• Publications
  • Influence
Molecular Structure of Nucleic Acids: A Structure for Deoxyribose Nucleic Acid
TLDR
A structure for nucleic acid has already been proposed by Pauling and Corey and it is believed that the material which gives the X-ray diagrams is the salt, not the free acid, so without the acidic hydrogen atoms it is not clear what forces would hold the structure together.
Central Dogma of Molecular Biology
The central dogma of molecular biology deals with the detailed residue-by-residue transfer of sequential information. It states that such information cannot be transferred from protein to either
Critical transitions in nature and society
“voluntary animal motion” interested physicians, scholars, and philosophers throughout history for a variety of purposes such as relating “voluntary motion” to the soul and understanding medical
Molecular Structure of Nucleic Acids: A Structure for Deoxyribose Nucleic Acid
TLDR
The determination in 1953 of the structure of deoxyribonucleic acid (DNA), with its two entwined helices and paired organic bases, was a tour de force in X-ray crystallography and opened the way for a deeper understanding of perhaps the most important biological process.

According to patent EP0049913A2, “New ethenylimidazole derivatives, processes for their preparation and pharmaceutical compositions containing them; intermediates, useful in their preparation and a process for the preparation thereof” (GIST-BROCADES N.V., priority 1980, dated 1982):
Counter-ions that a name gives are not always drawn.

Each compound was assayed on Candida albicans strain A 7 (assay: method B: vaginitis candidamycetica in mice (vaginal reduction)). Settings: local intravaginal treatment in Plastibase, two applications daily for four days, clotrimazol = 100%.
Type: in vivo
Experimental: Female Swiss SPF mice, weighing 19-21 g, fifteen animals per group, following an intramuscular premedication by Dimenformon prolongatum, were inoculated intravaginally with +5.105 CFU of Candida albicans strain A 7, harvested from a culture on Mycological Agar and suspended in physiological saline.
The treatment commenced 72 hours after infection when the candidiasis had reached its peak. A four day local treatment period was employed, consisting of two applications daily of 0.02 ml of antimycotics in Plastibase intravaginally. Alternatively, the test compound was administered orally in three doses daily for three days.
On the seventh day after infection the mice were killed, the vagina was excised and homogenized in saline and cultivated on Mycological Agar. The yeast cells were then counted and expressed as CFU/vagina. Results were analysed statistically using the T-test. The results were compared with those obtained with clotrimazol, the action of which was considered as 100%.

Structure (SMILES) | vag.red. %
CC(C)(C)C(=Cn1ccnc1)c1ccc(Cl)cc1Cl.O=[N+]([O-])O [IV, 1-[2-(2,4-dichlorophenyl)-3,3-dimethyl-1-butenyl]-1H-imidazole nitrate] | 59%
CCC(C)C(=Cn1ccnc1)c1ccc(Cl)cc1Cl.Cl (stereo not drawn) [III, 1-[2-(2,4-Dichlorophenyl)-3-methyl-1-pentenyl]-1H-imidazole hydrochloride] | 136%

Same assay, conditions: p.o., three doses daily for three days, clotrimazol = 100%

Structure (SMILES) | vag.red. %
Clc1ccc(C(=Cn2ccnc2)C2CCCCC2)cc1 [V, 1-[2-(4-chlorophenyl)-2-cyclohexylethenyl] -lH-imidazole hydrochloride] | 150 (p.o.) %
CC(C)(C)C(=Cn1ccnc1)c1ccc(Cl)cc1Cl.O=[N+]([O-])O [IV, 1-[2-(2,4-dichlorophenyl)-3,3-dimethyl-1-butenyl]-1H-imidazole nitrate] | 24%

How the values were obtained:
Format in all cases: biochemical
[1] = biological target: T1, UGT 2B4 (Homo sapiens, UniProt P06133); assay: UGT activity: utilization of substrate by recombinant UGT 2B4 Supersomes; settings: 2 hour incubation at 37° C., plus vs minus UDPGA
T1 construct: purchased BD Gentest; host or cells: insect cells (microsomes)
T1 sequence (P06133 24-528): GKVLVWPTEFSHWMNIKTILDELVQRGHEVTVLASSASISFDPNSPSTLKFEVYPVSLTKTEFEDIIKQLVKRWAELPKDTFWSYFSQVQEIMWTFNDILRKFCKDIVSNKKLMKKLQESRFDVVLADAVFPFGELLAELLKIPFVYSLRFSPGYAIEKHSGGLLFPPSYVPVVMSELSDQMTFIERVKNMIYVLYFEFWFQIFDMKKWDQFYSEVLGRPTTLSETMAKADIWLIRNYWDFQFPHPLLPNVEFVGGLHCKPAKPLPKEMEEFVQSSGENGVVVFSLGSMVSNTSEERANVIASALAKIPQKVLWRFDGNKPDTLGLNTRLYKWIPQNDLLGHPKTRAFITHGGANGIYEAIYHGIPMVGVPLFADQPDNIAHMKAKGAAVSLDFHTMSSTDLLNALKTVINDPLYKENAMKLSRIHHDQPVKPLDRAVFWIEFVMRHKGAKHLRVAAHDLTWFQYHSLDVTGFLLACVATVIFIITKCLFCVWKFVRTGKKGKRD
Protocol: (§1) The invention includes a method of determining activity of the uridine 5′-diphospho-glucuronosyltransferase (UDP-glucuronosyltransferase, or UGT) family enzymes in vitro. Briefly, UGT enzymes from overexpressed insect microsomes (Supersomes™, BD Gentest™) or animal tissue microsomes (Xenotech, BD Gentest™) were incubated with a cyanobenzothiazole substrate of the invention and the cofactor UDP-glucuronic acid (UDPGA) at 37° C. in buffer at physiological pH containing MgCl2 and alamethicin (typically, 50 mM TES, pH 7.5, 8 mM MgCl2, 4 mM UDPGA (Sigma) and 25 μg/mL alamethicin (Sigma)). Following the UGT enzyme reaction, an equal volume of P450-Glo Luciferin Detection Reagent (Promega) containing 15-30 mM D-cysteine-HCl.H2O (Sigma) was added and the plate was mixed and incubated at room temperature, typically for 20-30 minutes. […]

Molecular structure of nucleic acids
TLDR
As of 2018, most scientists accept Watson and Crick ́s model of DNA presented in the article, which connected the concept of genes to heredity, growth, and development.
Genetical Implications of the Structure of Deoxyribonucleic Acid
J. D. Watson, F. H. C. Crick: Genetical Implications of the Structure of Deoxyribonucleic Acid
Function of the thalamic reticular complex: the searchlight hypothesis.
  • F. Crick
  • Biology
    Proceedings of the National Academy of Sciences…
  • 1 July 1984
It is suggested that in the brain the internal attentional searchlight, proposed by Treisman and others, is controlled by the reticular complex of the thalamus (including the closely related
Selfish DNA: the ultimate parasite
The DNA of higher organisms usually falls into two classes, one specific and the other comparatively nonspecific. It seems plausible that most of the latter originated by the spreading of sequences
On protein synthesis.
  • F. Crick
  • Biology, Medicine
    Symposia of the Society for Experimental Biology
  • 1958
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